A young filmmaker struggling to make a horror movie is drawn to a legend of a student film that was banned after some people died when it premiered. The search for this movie and the obsession of the young director is the focus of the film Warning: Do Not Play. Directed by Kim Jin-won and starring Seo Ye-ji as Mi-Jung, Warning: Do Not Play is more mystery than horror but does borrow elements of popular Asian horror films such as Ringu and Lights Out. The movie appears to be told in a usual fashion. A series of flashbacks reveal that the story we see might be more than just a simple mystery as Mi-Jung discovers that her quest for the horror movie may be more hazardous mentally than physically. Director Jin-won's previous film The Butcher was a brutal found footage film, yet this film is less gory and a more traditional ghost story. The movie does have a great opening that sets up the events but loses steam until the end, which may confuse some viewers. With so many outstanding Korean horror films released in recent years, it is disappointing that Warning: Do Not Play does not have the impact of a movie such as Train to Busan or I Saw the Devil. It instead follows in the path of Japanese horror films with its ghost centered story. It certainly is a decent film in its own right, but it will not stand out too much compared to its contemporaries.         

Sunday, June 7, 2020

Tetsuo: The Iron Man (1989)- Joe Bob's Last Drive In




Tetsuo: The Iron Man (1989)

Ever wonder what would happen if you shoved a piece of wrought iron into your leg. Ever wonder what would occur if you suddenly developed a metal fetish. Using some techniques that seem more suited for a rock video, Tetsuo starts and finishes as if the director was on speed, and maybe something stronger. The film starts with a shocking scene of a man who cuts open his leg and inserts a metal shaft into the skin. The pain notwithstanding, he then runs into the street and gets hit by a passing motorist. The man in the car then suddenly develops a strange personal affliction, while he is shaving a piece of metal sticks out of him. He then finds himself being stalked by an unknown woman who is not entirely human. Even though the movie is about an hour-long, Tetsuo has the pacing of a much longer film. The rapid sequences and nightmare-like imagery create an atmosphere that rivals something by David Lynch.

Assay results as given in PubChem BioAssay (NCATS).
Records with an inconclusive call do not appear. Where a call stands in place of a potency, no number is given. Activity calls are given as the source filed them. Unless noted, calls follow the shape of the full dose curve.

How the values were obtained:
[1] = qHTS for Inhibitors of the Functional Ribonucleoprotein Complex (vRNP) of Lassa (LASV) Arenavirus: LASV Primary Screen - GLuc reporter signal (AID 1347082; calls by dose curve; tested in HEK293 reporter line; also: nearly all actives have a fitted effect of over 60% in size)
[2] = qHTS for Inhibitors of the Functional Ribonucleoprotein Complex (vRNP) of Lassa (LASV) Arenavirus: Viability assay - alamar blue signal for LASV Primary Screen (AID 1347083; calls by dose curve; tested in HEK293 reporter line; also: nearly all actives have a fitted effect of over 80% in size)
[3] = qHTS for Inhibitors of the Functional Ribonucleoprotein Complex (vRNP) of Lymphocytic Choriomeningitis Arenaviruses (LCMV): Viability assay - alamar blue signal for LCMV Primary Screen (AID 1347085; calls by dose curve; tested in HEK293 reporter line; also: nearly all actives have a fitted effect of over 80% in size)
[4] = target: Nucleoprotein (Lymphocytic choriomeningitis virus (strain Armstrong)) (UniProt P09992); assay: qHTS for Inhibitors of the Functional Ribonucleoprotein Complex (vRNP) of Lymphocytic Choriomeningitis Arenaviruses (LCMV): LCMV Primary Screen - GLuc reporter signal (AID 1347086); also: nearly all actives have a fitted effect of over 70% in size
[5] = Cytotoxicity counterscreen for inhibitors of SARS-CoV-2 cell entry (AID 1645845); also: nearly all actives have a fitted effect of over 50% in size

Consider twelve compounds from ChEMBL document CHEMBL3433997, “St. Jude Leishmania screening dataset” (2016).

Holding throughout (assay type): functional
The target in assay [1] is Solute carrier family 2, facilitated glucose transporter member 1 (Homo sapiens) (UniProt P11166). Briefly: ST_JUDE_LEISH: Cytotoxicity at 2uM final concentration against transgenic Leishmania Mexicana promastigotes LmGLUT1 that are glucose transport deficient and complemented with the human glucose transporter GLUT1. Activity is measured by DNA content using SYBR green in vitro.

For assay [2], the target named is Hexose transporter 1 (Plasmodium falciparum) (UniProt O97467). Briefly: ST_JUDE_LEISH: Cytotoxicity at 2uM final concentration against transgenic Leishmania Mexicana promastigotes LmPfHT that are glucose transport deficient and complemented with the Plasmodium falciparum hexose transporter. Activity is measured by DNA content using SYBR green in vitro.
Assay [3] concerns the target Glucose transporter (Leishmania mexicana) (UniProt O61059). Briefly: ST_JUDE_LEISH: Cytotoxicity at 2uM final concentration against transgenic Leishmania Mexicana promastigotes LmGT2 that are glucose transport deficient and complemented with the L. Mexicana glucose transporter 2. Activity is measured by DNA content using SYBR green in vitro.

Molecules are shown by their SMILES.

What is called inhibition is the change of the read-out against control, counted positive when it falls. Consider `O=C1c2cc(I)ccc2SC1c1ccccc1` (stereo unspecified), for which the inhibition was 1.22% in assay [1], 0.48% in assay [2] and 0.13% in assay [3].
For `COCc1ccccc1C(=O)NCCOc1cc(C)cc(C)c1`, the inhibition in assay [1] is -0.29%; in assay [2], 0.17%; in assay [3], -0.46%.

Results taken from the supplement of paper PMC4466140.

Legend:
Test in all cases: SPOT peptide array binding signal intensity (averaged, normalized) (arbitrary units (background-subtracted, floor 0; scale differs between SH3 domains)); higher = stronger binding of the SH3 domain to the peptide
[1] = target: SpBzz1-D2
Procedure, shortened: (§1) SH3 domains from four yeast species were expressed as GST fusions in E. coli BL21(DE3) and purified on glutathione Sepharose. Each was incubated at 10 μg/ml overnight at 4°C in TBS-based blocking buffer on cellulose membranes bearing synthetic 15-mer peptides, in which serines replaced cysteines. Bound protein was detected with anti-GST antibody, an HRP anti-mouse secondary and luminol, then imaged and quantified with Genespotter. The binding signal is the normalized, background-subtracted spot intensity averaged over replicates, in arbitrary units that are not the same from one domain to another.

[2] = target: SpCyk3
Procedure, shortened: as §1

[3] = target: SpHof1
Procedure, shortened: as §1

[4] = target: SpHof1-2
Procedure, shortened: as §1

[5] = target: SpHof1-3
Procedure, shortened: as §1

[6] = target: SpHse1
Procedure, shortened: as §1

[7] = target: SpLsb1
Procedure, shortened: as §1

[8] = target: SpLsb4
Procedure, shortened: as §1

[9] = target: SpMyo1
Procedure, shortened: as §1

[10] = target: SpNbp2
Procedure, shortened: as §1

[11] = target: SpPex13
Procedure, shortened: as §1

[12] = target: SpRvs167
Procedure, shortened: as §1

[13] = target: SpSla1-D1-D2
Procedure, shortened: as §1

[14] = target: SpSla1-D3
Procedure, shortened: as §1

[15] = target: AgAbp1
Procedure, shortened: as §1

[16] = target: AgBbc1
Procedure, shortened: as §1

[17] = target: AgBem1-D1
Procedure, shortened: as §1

Sunday, May 31, 2020

Scream, Queen! My Nightmare on Elm Street (2019)


Scream, Queen! My Nightmare on Elm Street (2019)